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Steam punk
A kinder, gentler Akira for the Machine Age
BY BRETT MICHEL
Steamboy
Directed by Katsuhiro Ôtomo. Written by Ôtomo and Sadayuki Murai. Featuring the voices of Anna Paquin, Alfred Molina, and Patrick Stewart. A Sony Pictures release. At the Avon.


Long before the eulogy for traditional, hand-drawn animated films had been written, Japanese animation, or anime, was still an emerging art form in the West. In 1988, Katsuhiro Ôtomo, an illustrator-turned-animator, had just one feature to his credit. That was the seminal Akira, a dystopian epic of cyber-punk futurism that merged out-of-control youthful rebellion with telekinetic, apocalyptic rage. Based on his serialized comic, or manga, of the same name, this was the film that introduced anime to a worldwide audience.

In 1995, Ôtomo released Memories, an animated science-fiction anthology that he conceived and supervised, and he directed the third and final segment, "Cannon Fodder." A studious observation of a vaguely European metropolis whose sole purpose is the firing of massive, industrial cannons toward an unseen enemy, this Orwellian experiment served as his testing ground for an unfinished computer system used to give rudimentary depth and motion to the film’s numerous backgrounds.

Fueled by an affinity for the early-industrial mise-en-scène of "Cannon Fodder" and a desire to explore more fully the emerging possibilities afforded by computers within an animated feature, Ôtomo greatly expanded his ideas into Steamboy, a labor of love nine years in the making. Given that the final budget was ¥2.4 billion ($20 million — reported to be the largest budget in anime history), much of this time was spent raising money rather than crafting the screenplay. The product of a detail-oriented auteur, Steamboy suffers a tendency toward preciousness over narrative flow and cohesion. But the same can be said of Akira, and coming on the rusty heels of the recent Robots (a soulless CGI exercise in celebrity-voice-driven pop nostalgia), Steamboy stands as a remarkable artistic achievement, a near-masterpiece of visual marvels that evokes a bygone era with its digital arsenal of tricks while retaining an organic, handcrafted feel.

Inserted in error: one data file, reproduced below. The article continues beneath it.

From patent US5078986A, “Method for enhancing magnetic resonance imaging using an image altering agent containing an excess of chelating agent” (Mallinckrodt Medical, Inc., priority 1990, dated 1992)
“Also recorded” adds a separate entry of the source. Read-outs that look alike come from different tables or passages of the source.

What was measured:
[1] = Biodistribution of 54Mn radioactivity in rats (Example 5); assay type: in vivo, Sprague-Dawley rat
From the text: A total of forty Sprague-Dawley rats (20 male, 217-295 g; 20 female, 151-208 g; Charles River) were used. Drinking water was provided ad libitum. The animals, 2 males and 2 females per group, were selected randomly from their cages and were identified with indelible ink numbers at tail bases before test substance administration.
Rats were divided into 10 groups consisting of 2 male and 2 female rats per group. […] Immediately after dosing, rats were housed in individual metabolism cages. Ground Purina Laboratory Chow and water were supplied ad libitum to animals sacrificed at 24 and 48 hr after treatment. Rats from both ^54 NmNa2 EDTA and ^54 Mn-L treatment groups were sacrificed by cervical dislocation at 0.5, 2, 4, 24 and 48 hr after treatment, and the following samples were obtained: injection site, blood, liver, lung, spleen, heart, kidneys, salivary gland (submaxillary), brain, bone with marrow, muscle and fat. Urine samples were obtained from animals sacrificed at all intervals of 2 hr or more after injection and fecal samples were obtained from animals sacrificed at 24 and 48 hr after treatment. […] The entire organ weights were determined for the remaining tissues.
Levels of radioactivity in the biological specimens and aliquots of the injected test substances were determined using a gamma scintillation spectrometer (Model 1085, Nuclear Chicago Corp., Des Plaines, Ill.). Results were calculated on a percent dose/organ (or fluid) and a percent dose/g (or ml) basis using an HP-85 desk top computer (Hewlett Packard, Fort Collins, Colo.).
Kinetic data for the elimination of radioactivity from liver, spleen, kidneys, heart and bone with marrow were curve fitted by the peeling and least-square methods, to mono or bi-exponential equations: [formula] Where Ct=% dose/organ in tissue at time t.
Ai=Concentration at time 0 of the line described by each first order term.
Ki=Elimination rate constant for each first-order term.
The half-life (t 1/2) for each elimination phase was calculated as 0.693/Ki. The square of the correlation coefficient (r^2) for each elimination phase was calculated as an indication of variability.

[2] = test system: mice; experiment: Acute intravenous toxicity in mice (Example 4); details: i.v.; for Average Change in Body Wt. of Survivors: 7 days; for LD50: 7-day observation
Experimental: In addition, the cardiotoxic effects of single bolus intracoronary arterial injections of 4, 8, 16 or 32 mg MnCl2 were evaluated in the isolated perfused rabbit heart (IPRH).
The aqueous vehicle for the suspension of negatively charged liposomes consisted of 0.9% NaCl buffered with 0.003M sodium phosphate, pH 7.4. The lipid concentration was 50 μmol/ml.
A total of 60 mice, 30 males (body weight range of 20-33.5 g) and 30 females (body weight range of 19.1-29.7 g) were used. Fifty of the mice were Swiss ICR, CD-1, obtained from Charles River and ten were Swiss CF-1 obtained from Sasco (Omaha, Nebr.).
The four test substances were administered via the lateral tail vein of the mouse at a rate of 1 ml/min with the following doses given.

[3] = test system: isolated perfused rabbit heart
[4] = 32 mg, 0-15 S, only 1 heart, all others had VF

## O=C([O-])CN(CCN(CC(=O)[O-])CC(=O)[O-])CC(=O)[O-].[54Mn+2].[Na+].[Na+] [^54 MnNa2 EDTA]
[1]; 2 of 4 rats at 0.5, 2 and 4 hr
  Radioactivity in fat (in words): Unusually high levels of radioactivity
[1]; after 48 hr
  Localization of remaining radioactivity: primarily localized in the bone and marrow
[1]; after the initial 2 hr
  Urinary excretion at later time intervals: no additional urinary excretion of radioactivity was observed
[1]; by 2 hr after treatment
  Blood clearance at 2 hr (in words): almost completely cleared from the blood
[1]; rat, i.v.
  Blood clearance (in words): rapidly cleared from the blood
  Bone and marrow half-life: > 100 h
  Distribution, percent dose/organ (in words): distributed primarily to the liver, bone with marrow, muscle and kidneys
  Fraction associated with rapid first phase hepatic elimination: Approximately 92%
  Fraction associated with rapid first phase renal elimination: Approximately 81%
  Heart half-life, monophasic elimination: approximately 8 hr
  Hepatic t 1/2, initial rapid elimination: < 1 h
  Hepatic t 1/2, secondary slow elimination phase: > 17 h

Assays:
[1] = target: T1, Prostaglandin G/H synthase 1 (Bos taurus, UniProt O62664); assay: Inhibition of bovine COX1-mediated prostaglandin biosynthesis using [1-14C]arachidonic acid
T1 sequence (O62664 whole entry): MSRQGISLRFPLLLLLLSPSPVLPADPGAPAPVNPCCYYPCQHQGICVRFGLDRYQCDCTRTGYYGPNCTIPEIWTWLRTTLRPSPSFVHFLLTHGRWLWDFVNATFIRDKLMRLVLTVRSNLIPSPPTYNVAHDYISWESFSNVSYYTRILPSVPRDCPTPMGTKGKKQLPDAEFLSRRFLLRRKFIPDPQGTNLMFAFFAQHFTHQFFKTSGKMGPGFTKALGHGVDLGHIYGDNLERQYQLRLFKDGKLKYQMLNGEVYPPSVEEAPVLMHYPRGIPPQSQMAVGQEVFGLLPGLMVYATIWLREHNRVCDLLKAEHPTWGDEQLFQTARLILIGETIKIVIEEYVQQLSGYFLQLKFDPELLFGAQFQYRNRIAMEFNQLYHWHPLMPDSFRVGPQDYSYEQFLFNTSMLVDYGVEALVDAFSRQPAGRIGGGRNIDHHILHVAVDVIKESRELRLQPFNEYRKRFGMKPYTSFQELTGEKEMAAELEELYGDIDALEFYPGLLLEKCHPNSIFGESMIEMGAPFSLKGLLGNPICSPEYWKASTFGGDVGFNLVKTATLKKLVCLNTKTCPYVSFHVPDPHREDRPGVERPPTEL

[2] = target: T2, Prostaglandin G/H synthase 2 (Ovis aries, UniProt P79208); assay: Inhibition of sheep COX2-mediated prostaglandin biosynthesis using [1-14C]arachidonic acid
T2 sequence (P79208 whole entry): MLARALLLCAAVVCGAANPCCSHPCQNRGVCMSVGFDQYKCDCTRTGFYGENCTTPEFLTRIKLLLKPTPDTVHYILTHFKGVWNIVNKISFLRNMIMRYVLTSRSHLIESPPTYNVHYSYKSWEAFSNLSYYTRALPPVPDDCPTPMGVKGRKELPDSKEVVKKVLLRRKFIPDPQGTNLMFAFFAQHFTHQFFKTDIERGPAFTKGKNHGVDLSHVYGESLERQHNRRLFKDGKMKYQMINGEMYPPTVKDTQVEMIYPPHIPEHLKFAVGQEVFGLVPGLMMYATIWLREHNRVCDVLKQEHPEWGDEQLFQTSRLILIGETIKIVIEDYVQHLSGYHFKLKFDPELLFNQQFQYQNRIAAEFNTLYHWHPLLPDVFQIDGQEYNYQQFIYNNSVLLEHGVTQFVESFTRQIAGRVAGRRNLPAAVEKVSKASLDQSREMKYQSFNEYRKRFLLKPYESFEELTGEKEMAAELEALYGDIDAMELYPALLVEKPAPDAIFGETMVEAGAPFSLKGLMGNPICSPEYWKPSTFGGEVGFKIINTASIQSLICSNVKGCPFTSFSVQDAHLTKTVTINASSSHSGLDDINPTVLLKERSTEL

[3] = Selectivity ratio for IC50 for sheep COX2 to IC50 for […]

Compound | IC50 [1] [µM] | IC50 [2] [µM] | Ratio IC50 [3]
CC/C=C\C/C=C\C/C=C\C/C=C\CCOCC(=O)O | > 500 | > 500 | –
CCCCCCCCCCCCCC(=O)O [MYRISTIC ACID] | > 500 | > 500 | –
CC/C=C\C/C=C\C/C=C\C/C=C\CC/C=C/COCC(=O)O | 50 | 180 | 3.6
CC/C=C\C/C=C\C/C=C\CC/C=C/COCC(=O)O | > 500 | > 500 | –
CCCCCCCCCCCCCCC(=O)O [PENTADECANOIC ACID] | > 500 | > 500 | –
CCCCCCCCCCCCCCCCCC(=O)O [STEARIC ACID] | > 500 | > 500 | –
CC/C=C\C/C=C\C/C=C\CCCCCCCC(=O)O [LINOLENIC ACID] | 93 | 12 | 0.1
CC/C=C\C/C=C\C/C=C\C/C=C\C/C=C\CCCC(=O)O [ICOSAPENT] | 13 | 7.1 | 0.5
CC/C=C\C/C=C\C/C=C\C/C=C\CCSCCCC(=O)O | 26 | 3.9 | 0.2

Traditional animation may never again exist as it once did (the old term "ink and paint" no longer refers to either "ink" or "paint" but rather to a series of ones and zeroes), but after viewing this film (or anything from the thriving Studio Ghibli, creators of Hayao Miyazaki’s Oscar-winning Spirited Away and his forthcoming June release, Howl’s Moving Castle), you realize that the reports of the death of 2-D animation have been greatly exaggerated. Although Steamboy is set in the past (Victorian-era London), an early title card gives the first hint that this might not be 1866 as we know it. During a prologue set in "Alaska: Russian America," father-and-son scientists Lloyd and Eddie Steam (a pair of nuanced performances by Patrick Stewart and Alfred Molina) busy themselves with mining a new energy source, a highly concentrated form of steam of "extreme density and extreme pressure." An explosion erupts; as Eddie’s fate hangs in question, the action moves to Manchester, where we’re introduced to his son, Ray Steam (well-voiced, in true anime fashion, by a girl: Anna Paquin), the hero of the story. Ray shares a natural genius for mechanical invention, so when his grandfather calls upon him to protect this new energy source at all costs, he has nothing but his wits to keep the "steam ball" out of the wrong hands. Since those wrong hands might just belong to his father, what’s a boy to do? Why, take to the sky!

The action moves to the opening of the Crystal Palace Exhibition in London, where Ray makes the acquaintance of shrewish Scarlett O’Hara (by way of Paris Hilton) and Robert Stephenson, a former colleague of Lloyd. As the true nature of the film’s plot reveals itself (think: Death Star), you might find the simplistic message (can a capitalist society function without violence?) and relative lack of character development a step or 12 backward after the mind-bending philosophical questions posed by Akira. Yet as Ôtomo’s paean to the Machine Age keeps building steam, you could as easily find yourself transported to a kinder, gentler time — the age before technology. Or before CGI animation.


Issue Date: April 29 - May 5, 2005
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